If the Republicans prevail, and I still think they are going to, it might be in part thanks to Kavanaugh himself, who appears to have played a role in a disinformation campaign* against Ford. According to the Post, “Kavanaugh and his allies have been privately discussing a defense that would not question whether an incident involving Ford happened, but instead would raise doubts that the attacker was Kavanaugh.”
In brief, the conservatives are pushing a case of mistaken identity. Kavanaugh’s friend, Ed Whelan, served with him in the Bush administration and has been advising his confirmation effort. On Thursday evening, Whelan “publicly identified another high school classmate of Kavanaugh’s as Ford’s possible attacker,” the Post reported.
Whelan, the Post said, “pointed to floor plans, online photographs and other information to suggest a location for the house party in suburban Maryland that Ford described. He also named and posted photographs of the classmate he suggested could be responsible.” Fox News blared Whelan’s disinformation this morning, reinforcing the idea to its viewers that Kavanaugh wasn’t the man Ford said attacked her.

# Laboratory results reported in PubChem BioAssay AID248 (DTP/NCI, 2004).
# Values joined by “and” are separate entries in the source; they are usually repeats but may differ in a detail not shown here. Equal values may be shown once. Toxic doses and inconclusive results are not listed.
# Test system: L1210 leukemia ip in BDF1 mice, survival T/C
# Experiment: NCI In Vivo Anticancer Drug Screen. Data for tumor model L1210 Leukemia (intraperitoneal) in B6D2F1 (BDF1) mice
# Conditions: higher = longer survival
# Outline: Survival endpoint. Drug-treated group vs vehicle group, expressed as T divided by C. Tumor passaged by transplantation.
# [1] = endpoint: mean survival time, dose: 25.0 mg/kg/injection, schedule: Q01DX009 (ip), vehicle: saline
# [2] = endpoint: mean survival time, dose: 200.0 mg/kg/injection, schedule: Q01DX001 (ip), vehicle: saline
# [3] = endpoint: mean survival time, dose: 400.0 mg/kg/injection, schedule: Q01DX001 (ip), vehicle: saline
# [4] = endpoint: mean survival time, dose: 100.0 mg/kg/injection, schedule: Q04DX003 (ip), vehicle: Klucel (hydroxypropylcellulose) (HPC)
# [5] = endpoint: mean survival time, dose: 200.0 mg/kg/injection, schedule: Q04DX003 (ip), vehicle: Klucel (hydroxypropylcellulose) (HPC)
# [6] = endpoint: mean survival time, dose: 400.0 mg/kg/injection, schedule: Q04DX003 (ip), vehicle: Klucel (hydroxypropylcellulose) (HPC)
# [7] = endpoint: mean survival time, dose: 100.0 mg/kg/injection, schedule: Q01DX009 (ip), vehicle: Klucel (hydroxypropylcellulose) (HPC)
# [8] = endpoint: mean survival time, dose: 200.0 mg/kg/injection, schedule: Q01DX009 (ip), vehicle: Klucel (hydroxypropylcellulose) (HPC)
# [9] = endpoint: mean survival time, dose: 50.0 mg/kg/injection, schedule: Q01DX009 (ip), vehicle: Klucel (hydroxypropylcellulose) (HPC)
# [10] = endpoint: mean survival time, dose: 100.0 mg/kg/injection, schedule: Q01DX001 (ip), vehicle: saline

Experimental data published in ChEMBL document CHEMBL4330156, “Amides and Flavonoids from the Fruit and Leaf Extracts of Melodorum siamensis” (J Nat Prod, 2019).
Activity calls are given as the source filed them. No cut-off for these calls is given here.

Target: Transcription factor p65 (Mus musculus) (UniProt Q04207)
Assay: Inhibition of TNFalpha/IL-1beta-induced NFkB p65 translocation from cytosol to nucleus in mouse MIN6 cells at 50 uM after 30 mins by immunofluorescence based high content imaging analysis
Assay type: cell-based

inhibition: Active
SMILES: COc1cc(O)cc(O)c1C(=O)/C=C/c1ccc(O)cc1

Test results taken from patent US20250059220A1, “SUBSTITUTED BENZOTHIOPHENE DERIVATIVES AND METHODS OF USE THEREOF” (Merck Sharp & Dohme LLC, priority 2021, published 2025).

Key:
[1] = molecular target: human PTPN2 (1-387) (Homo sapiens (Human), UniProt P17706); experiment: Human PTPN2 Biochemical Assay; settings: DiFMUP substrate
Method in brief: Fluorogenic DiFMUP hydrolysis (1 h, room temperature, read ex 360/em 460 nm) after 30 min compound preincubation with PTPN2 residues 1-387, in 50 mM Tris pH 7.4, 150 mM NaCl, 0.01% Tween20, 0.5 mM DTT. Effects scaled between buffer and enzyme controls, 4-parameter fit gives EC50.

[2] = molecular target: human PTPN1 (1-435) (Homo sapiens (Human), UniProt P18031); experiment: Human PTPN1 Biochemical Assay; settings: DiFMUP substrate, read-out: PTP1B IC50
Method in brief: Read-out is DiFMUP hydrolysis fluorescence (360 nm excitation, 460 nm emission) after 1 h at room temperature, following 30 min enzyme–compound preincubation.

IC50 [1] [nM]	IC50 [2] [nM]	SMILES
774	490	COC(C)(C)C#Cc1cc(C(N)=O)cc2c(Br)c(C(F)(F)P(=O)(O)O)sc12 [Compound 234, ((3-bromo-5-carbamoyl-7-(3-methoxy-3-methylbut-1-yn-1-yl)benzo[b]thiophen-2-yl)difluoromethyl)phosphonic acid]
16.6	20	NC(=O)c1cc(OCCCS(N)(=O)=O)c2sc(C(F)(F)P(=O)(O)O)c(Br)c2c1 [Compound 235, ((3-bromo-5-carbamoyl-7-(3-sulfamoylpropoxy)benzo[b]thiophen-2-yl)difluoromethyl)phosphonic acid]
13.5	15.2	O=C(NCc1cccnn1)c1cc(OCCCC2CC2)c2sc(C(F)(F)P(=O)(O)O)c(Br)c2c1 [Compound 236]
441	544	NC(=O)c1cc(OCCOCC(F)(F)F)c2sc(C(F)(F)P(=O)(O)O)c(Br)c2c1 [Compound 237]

Now, it’s one thing for partisans to attack a woman’s credibility for complicating a confirmation process. That’s a decision the GOP will pay for on Election Day. But it’s quite another thing for a Supreme Court nominee himself to have participated in the Republican Party’s attack on a woman complicating his rise to power. That’s a mark of character, a kind of character that’s out of sync with the needs of the country.
I’ll close with Ronald J. Kroszynski, who wrote “The Case for Impeaching Kavanaugh.” He said: “The House Democratic leadership should pledge now that if they win a majority, they will conduct an impeachment investigation, to get to the truth. Doing so today would make clear to the Senate Republicans that if they rush to judgment, in the absence of a full and fair investigation, there will still be an investigation.”
shadow of doubt*
Read this thread by the Post’s Jim Rieger to see how the Republicans have been pre-judging Ford even as they say they will judge her allegations fairly.